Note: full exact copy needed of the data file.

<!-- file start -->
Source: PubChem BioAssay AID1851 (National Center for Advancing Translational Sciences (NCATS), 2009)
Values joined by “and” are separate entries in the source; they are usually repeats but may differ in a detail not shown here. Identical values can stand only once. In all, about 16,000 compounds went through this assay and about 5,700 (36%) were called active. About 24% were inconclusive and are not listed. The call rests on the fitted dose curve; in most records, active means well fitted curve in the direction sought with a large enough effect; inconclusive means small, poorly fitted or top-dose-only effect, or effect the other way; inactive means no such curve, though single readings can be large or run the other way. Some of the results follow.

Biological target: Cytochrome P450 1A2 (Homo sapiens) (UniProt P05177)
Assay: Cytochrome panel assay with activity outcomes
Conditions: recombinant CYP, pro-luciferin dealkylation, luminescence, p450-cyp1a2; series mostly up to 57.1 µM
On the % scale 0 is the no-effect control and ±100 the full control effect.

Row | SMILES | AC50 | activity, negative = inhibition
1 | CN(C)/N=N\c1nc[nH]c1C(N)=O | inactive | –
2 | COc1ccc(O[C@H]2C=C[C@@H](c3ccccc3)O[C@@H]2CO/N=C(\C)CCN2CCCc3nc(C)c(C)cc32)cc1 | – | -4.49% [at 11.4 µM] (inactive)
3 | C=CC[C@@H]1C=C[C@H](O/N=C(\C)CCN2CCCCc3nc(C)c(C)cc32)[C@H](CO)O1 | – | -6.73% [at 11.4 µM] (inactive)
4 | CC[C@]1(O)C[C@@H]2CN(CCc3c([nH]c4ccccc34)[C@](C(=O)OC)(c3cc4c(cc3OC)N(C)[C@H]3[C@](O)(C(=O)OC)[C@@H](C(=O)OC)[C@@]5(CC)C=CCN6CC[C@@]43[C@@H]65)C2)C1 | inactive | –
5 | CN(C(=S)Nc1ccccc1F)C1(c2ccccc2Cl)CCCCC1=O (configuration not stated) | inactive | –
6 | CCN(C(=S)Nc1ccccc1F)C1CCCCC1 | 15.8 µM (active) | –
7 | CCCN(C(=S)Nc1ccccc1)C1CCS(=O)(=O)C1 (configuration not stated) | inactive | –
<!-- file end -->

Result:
Source: PubChem BioAssay AID1851 (National Center for Advancing Translational Sciences (NCATS), 2009)
Values joined by “and” are separate entries in the source; they are usually repeats but may differ in a detail not shown here. Identical values can stand only once. In all, about 16,000 compounds went through this assay and about 5,700 (36%) were called active. About 24% were inconclusive and are not listed. The call rests on the fitted dose curve; in most records, active means well fitted curve in the direction sought with a large enough effect; inconclusive means small, poorly fitted or top-dose-only effect, or effect the other way; inactive means no such curve, though single readings can be large or run the other way. Some of the results follow.

Biological target: Cytochrome P450 1A2 (Homo sapiens) (UniProt P05177)
Assay: Cytochrome panel assay with activity outcomes
Conditions: recombinant CYP, pro-luciferin dealkylation, luminescence, p450-cyp1a2; series mostly up to 57.1 µM
On the % scale 0 is the no-effect control and ±100 the full control effect.

Row | SMILES | AC50 | activity, negative = inhibition
1 | CN(C)/N=N\c1nc[nH]c1C(N)=O | inactive | –
2 | COc1ccc(O[C@H]2C=C[C@@H](c3ccccc3)O[C@@H]2CO/N=C(\C)CCN2CCCc3nc(C)c(C)cc32)cc1 | – | -4.49% [at 11.4 µM] (inactive)
3 | C=CC[C@@H]1C=C[C@H](O/N=C(\C)CCN2CCCCc3nc(C)c(C)cc32)[C@H](CO)O1 | – | -6.73% [at 11.4 µM] (inactive)
4 | CC[C@]1(O)C[C@@H]2CN(CCc3c([nH]c4ccccc34)[C@](C(=O)OC)(c3cc4c(cc3OC)N(C)[C@H]3[C@](O)(C(=O)OC)[C@@H](C(=O)OC)[C@@]5(CC)C=CCN6CC[C@@]43[C@@H]65)C2)C1 | inactive | –
5 | CN(C(=S)Nc1ccccc1F)C1(c2ccccc2Cl)CCCCC1=O (configuration not stated) | inactive | –
6 | CCN(C(=S)Nc1ccccc1F)C1CCCCC1 | 15.8 µM (active) | –
7 | CCCN(C(=S)Nc1ccccc1)C1CCS(=O)(=O)C1 (configuration not stated) | inactive | –